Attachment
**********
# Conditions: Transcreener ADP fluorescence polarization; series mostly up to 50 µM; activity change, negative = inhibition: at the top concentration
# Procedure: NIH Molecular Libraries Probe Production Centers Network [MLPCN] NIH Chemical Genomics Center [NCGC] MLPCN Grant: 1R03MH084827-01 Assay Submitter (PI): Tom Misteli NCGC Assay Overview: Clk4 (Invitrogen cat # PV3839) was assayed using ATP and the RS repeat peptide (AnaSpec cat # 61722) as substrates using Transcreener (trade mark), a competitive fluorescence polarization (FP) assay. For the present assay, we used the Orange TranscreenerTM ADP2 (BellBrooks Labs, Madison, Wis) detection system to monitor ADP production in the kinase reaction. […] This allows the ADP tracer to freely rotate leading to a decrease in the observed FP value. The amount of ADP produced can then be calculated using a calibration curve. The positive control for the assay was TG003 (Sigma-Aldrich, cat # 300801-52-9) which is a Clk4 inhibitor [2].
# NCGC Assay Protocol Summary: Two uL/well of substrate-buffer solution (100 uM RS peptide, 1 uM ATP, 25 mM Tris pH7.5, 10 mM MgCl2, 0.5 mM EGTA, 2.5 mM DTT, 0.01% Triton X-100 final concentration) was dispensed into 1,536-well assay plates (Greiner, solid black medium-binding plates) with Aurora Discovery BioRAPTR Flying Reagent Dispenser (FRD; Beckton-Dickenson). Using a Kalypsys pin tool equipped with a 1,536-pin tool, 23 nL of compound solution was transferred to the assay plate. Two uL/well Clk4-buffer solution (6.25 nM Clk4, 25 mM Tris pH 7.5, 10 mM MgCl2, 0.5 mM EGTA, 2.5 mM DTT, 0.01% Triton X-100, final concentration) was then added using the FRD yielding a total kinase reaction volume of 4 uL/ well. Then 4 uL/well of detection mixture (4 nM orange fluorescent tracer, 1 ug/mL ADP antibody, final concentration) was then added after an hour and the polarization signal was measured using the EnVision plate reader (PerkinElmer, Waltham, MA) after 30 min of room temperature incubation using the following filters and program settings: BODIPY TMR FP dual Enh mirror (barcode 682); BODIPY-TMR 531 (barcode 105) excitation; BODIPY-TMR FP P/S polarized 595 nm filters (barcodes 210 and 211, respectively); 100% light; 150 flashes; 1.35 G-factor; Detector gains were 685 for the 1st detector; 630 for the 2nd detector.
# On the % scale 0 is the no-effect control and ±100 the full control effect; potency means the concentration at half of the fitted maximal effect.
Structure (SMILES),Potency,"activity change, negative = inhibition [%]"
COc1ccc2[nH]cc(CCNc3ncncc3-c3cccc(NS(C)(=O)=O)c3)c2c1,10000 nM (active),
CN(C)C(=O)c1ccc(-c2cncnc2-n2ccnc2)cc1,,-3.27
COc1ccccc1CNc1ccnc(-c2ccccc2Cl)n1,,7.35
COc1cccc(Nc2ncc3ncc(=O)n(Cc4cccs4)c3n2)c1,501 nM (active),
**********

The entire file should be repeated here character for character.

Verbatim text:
# Conditions: Transcreener ADP fluorescence polarization; series mostly up to 50 µM; activity change, negative = inhibition: at the top concentration
# Procedure: NIH Molecular Libraries Probe Production Centers Network [MLPCN] NIH Chemical Genomics Center [NCGC] MLPCN Grant: 1R03MH084827-01 Assay Submitter (PI): Tom Misteli NCGC Assay Overview: Clk4 (Invitrogen cat # PV3839) was assayed using ATP and the RS repeat peptide (AnaSpec cat # 61722) as substrates using Transcreener (trade mark), a competitive fluorescence polarization (FP) assay. For the present assay, we used the Orange TranscreenerTM ADP2 (BellBrooks Labs, Madison, Wis) detection system to monitor ADP production in the kinase reaction. […] This allows the ADP tracer to freely rotate leading to a decrease in the observed FP value. The amount of ADP produced can then be calculated using a calibration curve. The positive control for the assay was TG003 (Sigma-Aldrich, cat # 300801-52-9) which is a Clk4 inhibitor [2].
# NCGC Assay Protocol Summary: Two uL/well of substrate-buffer solution (100 uM RS peptide, 1 uM ATP, 25 mM Tris pH7.5, 10 mM MgCl2, 0.5 mM EGTA, 2.5 mM DTT, 0.01% Triton X-100 final concentration) was dispensed into 1,536-well assay plates (Greiner, solid black medium-binding plates) with Aurora Discovery BioRAPTR Flying Reagent Dispenser (FRD; Beckton-Dickenson). Using a Kalypsys pin tool equipped with a 1,536-pin tool, 23 nL of compound solution was transferred to the assay plate. Two uL/well Clk4-buffer solution (6.25 nM Clk4, 25 mM Tris pH 7.5, 10 mM MgCl2, 0.5 mM EGTA, 2.5 mM DTT, 0.01% Triton X-100, final concentration) was then added using the FRD yielding a total kinase reaction volume of 4 uL/ well. Then 4 uL/well of detection mixture (4 nM orange fluorescent tracer, 1 ug/mL ADP antibody, final concentration) was then added after an hour and the polarization signal was measured using the EnVision plate reader (PerkinElmer, Waltham, MA) after 30 min of room temperature incubation using the following filters and program settings: BODIPY TMR FP dual Enh mirror (barcode 682); BODIPY-TMR 531 (barcode 105) excitation; BODIPY-TMR FP P/S polarized 595 nm filters (barcodes 210 and 211, respectively); 100% light; 150 flashes; 1.35 G-factor; Detector gains were 685 for the 1st detector; 630 for the 2nd detector.
# On the % scale 0 is the no-effect control and ±100 the full control effect; potency means the concentration at half of the fitted maximal effect.
Structure (SMILES),Potency,"activity change, negative = inhibition [%]"
COc1ccc2[nH]cc(CCNc3ncncc3-c3cccc(NS(C)(=O)=O)c3)c2c1,10000 nM (active),
CN(C)C(=O)c1ccc(-c2cncnc2-n2ccnc2)cc1,,-3.27
COc1ccccc1CNc1ccnc(-c2ccccc2Cl)n1,,7.35
COc1cccc(Nc2ncc3ncc(=O)n(Cc4cccs4)c3n2)c1,501 nM (active),